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The Hafnium hacks highlighted a necessary evil for many organizations: the need to keep using on-premises Exchange Server for email.
Even if you install the latest cumulative updates, there is no way to permanently protect Exchange Server from a zero-day. The response to the Hafnium hack gave Exchange administrators a wake-up call that more protections were needed to tighten the security of their systems. Exchange Server can only function in a highly privileged fashion, which makes it an attractive target for hackers who, once they breach the network, run laterally through the infrastructure. While it's not feasible to eliminate all risks associated with Exchange Server, administrators can take several steps to control the damage in a worst-case scenario.
Given that email is the most commonly used communication method for the enterprise, any disruption to the messaging platform can cause significant problems for the business. Email can also hold sensitive information, such as contracts, confidential data and communication among employees, which, if it falls into the wrong hands, can lead to legal and financial trouble. Administrators can avoid downtime and breach attempts when they follow Exchange Server security best practices to protect the business from ongoing cyberattacks and evolving threats.
Protect internet-facing servers
One of the key elements that made the Hafnium hack a success is the attackers found vulnerable servers through remote port scans. Some Exchange installations require some ports to be open to the internet.
To avoid detection and becoming a target, administrators should follow these steps to prevent the server from being discovered by attackers:
- block all inbound traffic from suspected IP addresses or foreign countries;
- implement firewall protections that detect and block port scans from outside IP addresses; and
- detect and block abnormal inbound traffic with the Exchange Server as its destination.
Maintain critical business applications
It's imperative to deploy patches and software updates to all software products as soon as possible. This is especially important for Exchange Server.
Administrators can update Exchange based on a predefined maintenance window, which would allow them to keep up with the latest quarterly cumulative updates from Microsoft. Administrators should stay current with the latest Exchange security updates from Microsoft on websites such as the Security Update Guide and Microsoft's Security blog site. Once a rarity, out-of-band security updates for Exchange have been more commonplace, as Microsoft will release fixes for Exchange zero-days as they become available. It's also important to check those websites for mitigation tools and instructions when a patch is not available for a vulnerability.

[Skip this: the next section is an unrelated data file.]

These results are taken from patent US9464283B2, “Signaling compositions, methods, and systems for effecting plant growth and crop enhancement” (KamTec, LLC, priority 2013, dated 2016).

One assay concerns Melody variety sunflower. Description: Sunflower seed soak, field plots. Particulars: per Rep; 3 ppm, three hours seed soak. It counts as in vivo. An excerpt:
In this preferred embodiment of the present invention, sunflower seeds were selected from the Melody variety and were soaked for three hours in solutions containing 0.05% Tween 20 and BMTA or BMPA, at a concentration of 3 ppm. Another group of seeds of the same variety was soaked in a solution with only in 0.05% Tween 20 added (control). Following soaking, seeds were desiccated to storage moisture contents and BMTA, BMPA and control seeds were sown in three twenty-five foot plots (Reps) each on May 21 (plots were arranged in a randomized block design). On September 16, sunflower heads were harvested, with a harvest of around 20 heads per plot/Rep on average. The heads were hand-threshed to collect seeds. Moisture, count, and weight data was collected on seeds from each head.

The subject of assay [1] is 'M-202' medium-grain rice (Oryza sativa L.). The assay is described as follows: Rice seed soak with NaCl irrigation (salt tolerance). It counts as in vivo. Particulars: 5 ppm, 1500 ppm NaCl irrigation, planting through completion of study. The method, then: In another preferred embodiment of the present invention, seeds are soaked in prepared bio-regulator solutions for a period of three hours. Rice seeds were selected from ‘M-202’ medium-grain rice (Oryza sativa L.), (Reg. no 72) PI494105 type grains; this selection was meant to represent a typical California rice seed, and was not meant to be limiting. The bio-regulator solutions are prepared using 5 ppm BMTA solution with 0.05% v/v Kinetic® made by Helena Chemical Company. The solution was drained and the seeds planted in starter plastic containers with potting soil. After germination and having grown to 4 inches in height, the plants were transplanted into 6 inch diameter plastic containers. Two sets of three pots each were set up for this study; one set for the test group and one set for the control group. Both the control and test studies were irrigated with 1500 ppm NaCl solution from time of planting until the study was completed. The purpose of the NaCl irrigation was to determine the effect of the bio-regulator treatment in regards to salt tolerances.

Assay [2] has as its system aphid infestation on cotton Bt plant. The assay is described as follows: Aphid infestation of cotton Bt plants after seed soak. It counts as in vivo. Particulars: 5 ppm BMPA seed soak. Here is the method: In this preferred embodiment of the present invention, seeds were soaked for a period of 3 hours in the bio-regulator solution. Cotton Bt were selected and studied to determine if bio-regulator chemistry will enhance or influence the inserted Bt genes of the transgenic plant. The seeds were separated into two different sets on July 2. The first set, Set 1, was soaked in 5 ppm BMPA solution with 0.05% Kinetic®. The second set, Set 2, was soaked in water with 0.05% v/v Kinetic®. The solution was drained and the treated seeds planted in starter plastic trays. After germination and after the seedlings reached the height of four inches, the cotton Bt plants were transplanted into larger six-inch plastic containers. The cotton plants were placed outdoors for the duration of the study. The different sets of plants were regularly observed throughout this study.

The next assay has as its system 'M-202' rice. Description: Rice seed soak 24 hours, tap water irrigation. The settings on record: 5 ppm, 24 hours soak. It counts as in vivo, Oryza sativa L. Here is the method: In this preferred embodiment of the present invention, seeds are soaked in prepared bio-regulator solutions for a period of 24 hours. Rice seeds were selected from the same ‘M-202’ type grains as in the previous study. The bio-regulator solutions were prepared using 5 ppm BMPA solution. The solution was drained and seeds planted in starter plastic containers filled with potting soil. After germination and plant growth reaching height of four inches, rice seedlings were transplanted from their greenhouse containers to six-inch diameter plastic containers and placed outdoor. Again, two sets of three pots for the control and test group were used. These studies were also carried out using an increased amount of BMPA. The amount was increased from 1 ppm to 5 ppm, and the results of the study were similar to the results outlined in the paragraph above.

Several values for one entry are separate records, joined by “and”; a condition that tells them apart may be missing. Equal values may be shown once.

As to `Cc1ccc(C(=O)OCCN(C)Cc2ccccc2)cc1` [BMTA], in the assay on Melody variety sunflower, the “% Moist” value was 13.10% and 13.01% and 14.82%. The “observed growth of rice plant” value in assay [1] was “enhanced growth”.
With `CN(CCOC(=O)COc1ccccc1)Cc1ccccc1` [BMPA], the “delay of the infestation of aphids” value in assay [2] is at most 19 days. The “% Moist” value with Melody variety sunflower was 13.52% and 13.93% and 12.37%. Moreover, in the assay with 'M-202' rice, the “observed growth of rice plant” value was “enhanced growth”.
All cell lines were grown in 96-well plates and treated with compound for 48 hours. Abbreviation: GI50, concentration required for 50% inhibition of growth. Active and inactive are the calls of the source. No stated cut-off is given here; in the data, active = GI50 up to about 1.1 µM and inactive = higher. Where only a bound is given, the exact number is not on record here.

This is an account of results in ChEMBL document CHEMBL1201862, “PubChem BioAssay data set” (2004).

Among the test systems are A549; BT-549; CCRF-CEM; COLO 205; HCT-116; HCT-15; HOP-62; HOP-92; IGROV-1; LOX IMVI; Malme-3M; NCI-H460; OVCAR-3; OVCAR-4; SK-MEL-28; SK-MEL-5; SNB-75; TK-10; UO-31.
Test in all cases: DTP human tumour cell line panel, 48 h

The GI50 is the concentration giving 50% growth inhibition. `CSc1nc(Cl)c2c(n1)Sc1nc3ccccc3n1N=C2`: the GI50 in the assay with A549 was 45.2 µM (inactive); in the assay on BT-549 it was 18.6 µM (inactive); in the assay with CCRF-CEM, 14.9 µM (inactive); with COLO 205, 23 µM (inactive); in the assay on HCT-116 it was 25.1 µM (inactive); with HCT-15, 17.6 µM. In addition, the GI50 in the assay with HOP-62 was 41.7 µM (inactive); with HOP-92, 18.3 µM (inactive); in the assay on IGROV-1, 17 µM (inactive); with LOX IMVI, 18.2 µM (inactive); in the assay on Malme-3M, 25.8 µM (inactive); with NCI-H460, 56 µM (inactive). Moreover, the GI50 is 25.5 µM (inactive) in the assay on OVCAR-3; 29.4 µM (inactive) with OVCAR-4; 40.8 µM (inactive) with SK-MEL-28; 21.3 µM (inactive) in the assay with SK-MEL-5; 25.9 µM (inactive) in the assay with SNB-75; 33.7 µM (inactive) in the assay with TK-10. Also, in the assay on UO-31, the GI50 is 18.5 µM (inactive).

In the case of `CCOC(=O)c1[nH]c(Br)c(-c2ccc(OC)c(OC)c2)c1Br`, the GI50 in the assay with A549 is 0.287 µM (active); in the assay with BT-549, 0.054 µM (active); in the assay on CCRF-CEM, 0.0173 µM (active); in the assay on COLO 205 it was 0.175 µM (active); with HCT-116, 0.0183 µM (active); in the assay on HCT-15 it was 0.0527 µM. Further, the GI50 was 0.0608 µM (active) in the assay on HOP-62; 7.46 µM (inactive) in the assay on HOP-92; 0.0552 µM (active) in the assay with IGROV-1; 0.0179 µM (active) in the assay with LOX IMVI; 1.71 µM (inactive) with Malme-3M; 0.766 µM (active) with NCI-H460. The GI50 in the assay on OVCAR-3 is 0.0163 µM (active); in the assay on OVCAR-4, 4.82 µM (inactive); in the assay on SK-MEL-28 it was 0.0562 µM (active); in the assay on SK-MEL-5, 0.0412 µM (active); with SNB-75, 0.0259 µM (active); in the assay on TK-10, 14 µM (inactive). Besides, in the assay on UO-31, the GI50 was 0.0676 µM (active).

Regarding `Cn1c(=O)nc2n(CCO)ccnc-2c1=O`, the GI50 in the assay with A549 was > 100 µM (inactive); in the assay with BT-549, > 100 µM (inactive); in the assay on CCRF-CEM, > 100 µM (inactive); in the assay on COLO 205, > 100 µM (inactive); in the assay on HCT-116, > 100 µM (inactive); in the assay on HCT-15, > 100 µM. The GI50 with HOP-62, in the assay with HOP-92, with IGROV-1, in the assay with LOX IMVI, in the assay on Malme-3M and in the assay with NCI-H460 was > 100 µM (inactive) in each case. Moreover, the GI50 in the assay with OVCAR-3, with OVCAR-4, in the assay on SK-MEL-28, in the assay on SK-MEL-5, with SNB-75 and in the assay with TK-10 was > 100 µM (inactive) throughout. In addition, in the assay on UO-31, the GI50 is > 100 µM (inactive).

Adopt advanced security tools to detect abnormal activities in the system
It is no longer enough to install antivirus applications on servers such as Microsoft Exchange and expect them to provide adequate protection. Antivirus tools should be considered the minimum for protecting systems from known malware, but they add very little protection when the remote attack uses exploits.
To fortify business-critical servers, administrators should investigate endpoint detection and response (EDR) tools from vendors such as SentinelOne, Trend Micro and Sophos. EDR adds another layer of protection by analyzing the different activities on an Exchange Server and using AI to determine if those activities are malicious and should be blocked, as well as whether to notify administrators with any suspicious findings.
Eliminate on-premises Exchange when possible
Another approach to reduce the security risks associated with the spate of Exchange Server attacks in early 2021 is to move into a hybrid configuration or migrate completely to Exchange Online.
One of the reasons a hybrid setup provides additional protections is it does not require the Exchange Server to be internet-facing when all mailboxes are hosted in the Microsoft cloud. When you move all mailboxes to Exchange Online, Microsoft documentation states you still need Exchange Server for hybrid identity management. Microsoft only supports using its tools -- Exchange Management Console, the Exchange admin center or the Exchange Management Shell -- to manage Active Directory attributes in a full directory synchronization scenario.
Given that more organizations are considering Office 365 for email, migrating to Exchange Online is another way to reduce the security risk of an on-premises server that requires continuous monitoring, upgrading and patching.
Monitor audit logs for suspicious activities
While some of the steps highlighted above provide a strong level of protection against Exchange attacks, there are risks with attacks from within or using hijacked credentials. This means IT must be diligent in knowing what type of administrative activities are occurring on their servers. Exchange administrators must periodically monitor their Exchange audit logs and look for any suspicious administrative activities that include:
- configuration changes such as delegations and permission changes;
- mailbox exports;
- changes to user roles;
- deletion of content such as mailboxes or resources;
- changes to Exchange databases; and
- changes to security policies.
Any of these modifications should be investigated if the Exchange administrator did not authorize them. There are many tools that help monitor the system for these types of activities, including products from Lepide, SolarWinds and Netwrix, that send alerts when suspicious activity warrants further investigation.